Enter your mobile number or email address below and we'll send you a link to download the free Kindle App. Then you can start reading Kindle books on your smartphone, tablet, or computer - no Kindle device required.

  • Apple
  • Android
  • Windows Phone
  • Android

To get the free app, enter your email address or mobile phone number.

Audible Sample
Playing...
Loading...
Paused

Firms of Endearment: How World-Class Companies Profit from Passion and Purpose Audible – Unabridged

4.4 out of 5 stars 53 customer reviews

See all 6 formats and editions Hide other formats and editions
Price
New from Used from
Kindle
"Please retry"
Audible, Unabridged
"Please retry"
$0.00
Free with your Audible trial
Free with Audible trial
$0.00
Buy with 1-Click
$19.95

Sold and delivered by Audible, an Amazon company


Product Details

Customer Reviews

Top Customer Reviews

By Donald Mitchell HALL OF FAMETOP 500 REVIEWERVINE VOICE on May 7, 2007
Format: Hardcover
What is a Firm of Endearment? The authors argue that their example companies share a common set of core values, policies, and operating attributes which include:

1. aligning the interests of all stakeholder groups (customers, employees, partners, investors, and society) rather than seeking profit optimization

2. below-average executive compensation

3. open-door policies

4. employee compensation and benefits are above average for their industry

5. above-average employee training

6. empower employees to satisfy customers

7. hire employees who are passionate about the company's purpose

8. humanize customer and employee experiences

9. enjoy below-average marketing costs

10. honor the spirit as well as the letter of laws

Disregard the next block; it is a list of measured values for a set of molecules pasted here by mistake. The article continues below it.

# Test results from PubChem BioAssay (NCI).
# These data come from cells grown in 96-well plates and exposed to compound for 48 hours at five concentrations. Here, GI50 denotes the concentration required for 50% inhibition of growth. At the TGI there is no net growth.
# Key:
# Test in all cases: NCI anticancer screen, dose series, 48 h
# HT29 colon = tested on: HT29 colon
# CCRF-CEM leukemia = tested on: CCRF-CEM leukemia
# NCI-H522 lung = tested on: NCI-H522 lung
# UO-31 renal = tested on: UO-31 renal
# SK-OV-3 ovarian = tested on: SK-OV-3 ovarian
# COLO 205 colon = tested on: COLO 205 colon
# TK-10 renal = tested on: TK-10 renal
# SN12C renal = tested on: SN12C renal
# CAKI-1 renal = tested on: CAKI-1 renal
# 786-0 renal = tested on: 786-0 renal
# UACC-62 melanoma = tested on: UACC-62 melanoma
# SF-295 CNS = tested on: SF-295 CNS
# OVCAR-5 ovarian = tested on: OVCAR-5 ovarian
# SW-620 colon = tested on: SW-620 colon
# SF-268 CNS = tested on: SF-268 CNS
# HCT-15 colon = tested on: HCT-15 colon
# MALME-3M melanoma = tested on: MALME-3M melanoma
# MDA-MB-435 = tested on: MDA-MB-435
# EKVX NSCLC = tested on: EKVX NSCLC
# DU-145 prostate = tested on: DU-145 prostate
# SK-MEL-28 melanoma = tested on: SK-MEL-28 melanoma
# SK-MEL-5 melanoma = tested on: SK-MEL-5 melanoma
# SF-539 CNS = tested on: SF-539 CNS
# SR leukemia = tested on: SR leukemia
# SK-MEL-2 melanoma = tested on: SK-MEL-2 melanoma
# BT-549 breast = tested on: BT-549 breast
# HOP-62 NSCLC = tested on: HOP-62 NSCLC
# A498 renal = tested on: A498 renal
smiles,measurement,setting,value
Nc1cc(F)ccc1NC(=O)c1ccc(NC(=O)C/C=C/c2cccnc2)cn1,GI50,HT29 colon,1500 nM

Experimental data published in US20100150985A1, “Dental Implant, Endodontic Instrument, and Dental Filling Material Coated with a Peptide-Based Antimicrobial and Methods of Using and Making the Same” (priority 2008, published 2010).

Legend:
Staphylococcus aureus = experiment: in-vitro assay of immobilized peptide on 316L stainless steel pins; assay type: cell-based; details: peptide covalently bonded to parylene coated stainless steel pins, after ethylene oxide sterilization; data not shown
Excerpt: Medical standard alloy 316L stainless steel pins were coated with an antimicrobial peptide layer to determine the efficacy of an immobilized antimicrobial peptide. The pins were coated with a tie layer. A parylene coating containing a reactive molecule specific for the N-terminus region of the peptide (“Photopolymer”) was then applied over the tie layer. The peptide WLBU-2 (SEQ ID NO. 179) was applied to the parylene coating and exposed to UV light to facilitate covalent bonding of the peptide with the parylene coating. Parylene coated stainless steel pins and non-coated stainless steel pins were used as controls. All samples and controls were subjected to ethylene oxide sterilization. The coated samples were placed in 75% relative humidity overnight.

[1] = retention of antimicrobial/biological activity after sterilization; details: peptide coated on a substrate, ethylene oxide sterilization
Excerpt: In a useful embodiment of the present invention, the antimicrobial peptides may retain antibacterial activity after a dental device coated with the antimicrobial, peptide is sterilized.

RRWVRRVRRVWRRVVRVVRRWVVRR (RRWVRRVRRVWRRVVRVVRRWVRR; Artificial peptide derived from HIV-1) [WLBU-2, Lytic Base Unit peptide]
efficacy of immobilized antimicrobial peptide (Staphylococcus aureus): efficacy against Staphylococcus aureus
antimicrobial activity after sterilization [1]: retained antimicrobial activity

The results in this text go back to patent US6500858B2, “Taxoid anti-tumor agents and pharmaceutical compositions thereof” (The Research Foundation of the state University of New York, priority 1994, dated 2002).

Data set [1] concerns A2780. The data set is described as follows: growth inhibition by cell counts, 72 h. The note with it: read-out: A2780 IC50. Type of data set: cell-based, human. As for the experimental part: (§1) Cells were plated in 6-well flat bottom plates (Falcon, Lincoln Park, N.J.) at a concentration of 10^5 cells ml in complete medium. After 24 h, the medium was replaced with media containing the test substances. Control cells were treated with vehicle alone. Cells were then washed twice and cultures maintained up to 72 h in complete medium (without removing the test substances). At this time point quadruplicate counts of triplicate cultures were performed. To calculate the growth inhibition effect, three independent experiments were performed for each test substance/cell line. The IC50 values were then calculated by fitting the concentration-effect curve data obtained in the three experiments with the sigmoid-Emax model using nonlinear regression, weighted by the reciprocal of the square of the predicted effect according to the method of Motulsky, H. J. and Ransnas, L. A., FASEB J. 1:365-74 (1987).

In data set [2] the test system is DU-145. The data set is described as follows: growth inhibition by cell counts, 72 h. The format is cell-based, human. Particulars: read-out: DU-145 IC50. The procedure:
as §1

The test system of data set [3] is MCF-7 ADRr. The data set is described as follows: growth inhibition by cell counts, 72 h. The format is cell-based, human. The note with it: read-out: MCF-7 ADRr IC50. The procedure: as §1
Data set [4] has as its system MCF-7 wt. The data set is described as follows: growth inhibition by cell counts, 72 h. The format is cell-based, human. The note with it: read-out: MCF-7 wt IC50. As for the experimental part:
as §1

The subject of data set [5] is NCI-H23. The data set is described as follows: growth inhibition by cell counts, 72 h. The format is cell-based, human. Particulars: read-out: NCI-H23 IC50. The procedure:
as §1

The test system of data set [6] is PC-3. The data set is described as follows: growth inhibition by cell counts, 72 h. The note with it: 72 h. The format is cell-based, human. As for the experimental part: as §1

11. focus on corporate culture as a competitive advantage

12. are often innovative in their industries

Companies identified include extensive examples drawn from Commerce Bank, Container Store, Costco, Harley-Davidson, Honda, IDEO, IKEA, jetBlue, Johnson & Johnson, Jordan's Furniture, New Balance, Patagonia, Southwest Airlines, Starbucks, Timberland, Toyota, Trader Joe's, UPS, Wegmans, and Whole Foods.

These companies are often contrasted with Wal-Mart and the Good to Great Companies identified by Jim Collins in 2001 in terms of stock price growth.

The authors argue that there is a new level of consciousness emerging that rewards those who do good while doing well. The implication is that all firms should shift to stakeholder optimization and the cultural values identified in the example companies.
Read more ›
Comment 47 people found this helpful. Was this review helpful to you? Yes No Sending feedback...
Thank you for your feedback.
Sorry, we failed to record your vote. Please try again
Report abuse
Format: Hardcover
This book outlines a possible shift in the way people are thinking about their roles and purpose within the companies they work. Basically people are seeking more 'meaning' from their work and as a result companies are changing their basic assumptions and approaches in the field of people management.

The authors assert that changes in demographics, consumer knowledge and an ageing population (which is working longer) is moderating the effects of Hard Capitalism, which favoured shareholders, and introducing a more egalitarian form of Capitalism which favours all stake holders.